As usual, I waited until the last moment to order the lamb. It's grass-fed lamb from New Hampshire, raised by Farmer Bill, a 21st-century shepherd in muck boots and specs. We order a whole lamb at a time as soon as the chest freezer has room, about three months after the beef delivery — a quarter of a whole steer — in the fall.
Most braising recipes ask that before you do anything else, you brown the meat, usually in the same pot in which it's going to be braising. I've always found the browning step tedious, because you usually have to do it in batches. After the first batch, you have a nice brown fond (the caramelized brown bits) at the bottom of the pot. But after the second and third batch, everything starts to smoke, and your fond turns into a hard-to-clean sticky burned layer on the bottom. So, instead of browning the meat in a pot, I usually just put it on a layer of foil on a baking sheet, toss it with some oil and run it under the broiler (flipping it after the first side gets its crust). Don't worry about your caramelized brown bits — you'll get them when you saute the onions.
Usually, we get it just in time to roast a half-leg for Easter (or a whole one, if there's company). Over the summer and fall, the cuts exit the freezer in the usual order. First, the kabobs, charred on the grill with sweet peppers on lingering summer evenings. The chops — hoarded up for special occasions (especially the succulent little loin chops), and broiled with nervous attention so as not to waste them. Then the shoulder, braised or roasted with root vegetables during chestnut season.
By late winter, we're down to an ovine miscellany — lamb tongue, lamb liver (why do I even ask for these? I ask myself each year) — and lamb shanks. That's when I think to myself, "Hmm, what do I know about cooking lamb shanks?" A Zen-like mental silence typically follows. Then I get distracted by the laundry, or a parcel at the door, or a snack somebody left out. Half the time, the lamb shanks go back into the deep freeze, to perplex me again a year later.
I'm a master procrastinator. I can put off taking a shower. I can put off writing this sentence. And I can certainly put off learning to cook lamb shanks.
However, the new delivery will be here in two weeks, and the freezer's still too full. So I guess it's time to seize the bull — that is, the lamb — by its nubby little horns and figure it out.
If you're like me, you've come across meat shanks in exactly two contexts: (1) the veal shank in the osso buco, which you like to enjoy with a robust Chianti when you're out, and (2) the lamb shank on the Passover Seder plate, which is usually not eaten, and which actually might be a chicken neck or a yam, depending on family traditions.
T. Susan Chang is a New England-based freelance writer and a former Kellogg Food and Society Policy Fellow. She also is the regular cookbook reviewer for The Boston Globe, and her articles on cooking, gardening and nutrition appear in a variety of national and regional publications. You can find more information at her Web site, tsusanchang.com.
If someone asked you what part of the lamb the shank comes from, you'd probably guess right: It's the lower part of the leg, from the knee down. The kneeward part is the meaty part; there's practically nothing as you get toward the hoof. As in any animal, the most-used muscles are the toughest ones. If you've ever seen a lamb at pasture, its game as nimble and springy as a point guard's, its knees working overtime, you won't be surprised to learn that the shank is one of the toughest cuts you can find on a lamb.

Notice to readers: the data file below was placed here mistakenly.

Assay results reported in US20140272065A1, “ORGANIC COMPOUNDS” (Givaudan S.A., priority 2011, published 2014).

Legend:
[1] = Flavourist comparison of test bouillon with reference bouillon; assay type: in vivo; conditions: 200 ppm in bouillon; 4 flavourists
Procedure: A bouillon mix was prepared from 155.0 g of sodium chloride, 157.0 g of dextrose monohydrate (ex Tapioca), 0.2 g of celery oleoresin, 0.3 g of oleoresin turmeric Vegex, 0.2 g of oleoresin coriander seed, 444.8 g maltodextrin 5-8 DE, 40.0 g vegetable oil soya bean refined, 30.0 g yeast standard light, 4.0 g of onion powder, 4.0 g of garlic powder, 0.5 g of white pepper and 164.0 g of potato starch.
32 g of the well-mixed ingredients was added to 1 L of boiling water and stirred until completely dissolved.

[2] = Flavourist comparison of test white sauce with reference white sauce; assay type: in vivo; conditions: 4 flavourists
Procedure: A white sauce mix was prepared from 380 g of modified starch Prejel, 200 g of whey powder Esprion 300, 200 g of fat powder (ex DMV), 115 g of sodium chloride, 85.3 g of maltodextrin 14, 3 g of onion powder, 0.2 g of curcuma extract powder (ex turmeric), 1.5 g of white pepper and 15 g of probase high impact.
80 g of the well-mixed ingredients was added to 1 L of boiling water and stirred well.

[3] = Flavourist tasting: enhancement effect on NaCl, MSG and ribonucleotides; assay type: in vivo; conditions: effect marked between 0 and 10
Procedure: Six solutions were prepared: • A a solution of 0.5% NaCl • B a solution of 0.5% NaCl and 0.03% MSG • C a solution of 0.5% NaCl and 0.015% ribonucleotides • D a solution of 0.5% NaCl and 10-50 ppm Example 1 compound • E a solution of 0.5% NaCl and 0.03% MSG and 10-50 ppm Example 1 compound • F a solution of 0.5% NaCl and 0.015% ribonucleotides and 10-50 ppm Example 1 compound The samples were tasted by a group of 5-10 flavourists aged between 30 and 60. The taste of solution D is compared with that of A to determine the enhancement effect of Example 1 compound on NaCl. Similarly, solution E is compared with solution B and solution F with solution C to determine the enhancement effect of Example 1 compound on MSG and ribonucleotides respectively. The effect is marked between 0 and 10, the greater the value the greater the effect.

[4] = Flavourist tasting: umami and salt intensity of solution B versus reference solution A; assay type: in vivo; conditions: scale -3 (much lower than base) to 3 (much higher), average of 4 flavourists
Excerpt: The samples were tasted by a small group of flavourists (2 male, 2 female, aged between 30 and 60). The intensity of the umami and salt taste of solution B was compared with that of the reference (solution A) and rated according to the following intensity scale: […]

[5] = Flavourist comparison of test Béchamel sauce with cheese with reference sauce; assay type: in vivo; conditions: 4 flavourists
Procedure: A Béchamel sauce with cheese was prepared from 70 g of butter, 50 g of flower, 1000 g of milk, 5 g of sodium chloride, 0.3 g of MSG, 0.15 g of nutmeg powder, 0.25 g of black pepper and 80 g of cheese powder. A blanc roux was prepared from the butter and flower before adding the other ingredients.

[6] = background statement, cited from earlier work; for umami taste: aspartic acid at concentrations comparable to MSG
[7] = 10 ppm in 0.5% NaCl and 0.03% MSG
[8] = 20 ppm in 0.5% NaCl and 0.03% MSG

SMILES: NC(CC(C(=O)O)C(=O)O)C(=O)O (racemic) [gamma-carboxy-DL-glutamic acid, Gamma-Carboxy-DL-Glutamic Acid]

With other cuts of lamb, you have some choices. You can grill them, you can braise them, you can even grind them up and make lamb burgers. With shanks, there is basically no choice. You can either cook them for hours, or you can not eat them.
The same tough connective tissue that makes shanks an impossible cut to saute makes them ideal for braising. First you brown them (under the broiler, on foil, if you don't like the mess and smoke of pot-searing), then you stick them in a pot with some liquid. Over the course of two hours, the rubbery, pale gristle slowly softens and grows transparent, yielding up its collagen. By three hours, it has turned to soft, velvety gelatin, coating the threads of succulent muscle and flavored by the crisp, melting exterior fat. It's sublime with root vegetables and just right for sturdy herbs.
It takes patience to cook a shank. Fortunately, good procrastinators also tend to be patient, because of our special relationship with time. This week, when I finally learned to make lamb shanks, I experienced no impatience and zero boredom as the cold afternoon waned and the smells of meat and onions and wine filled the house. I sewed, played the piano, checked my Facebook, tried to write — exactly the same things I did all those months putting off learning how to make lamb shanks. In the end, it turns out there isn't a whole lot of difference between putting off a thing and waiting around for it to happen.
I thought about the year that had passed since I'd bought the lamb shanks as I prepared the table. I thought about the decade I'd spent not cooking them, and the long hours they'd spent on the stove. Finally, I called the family down to dinner, because isn't the whole point of cooking lamb shanks, the ultimate slow food, to enjoy them with people you love?
In 20 minutes, the shanks were gone, victims of their own deliciousness. But their aroma lingered in the air, and I knew that in the years to come, the wait for lamb shanks would never again be such a long one.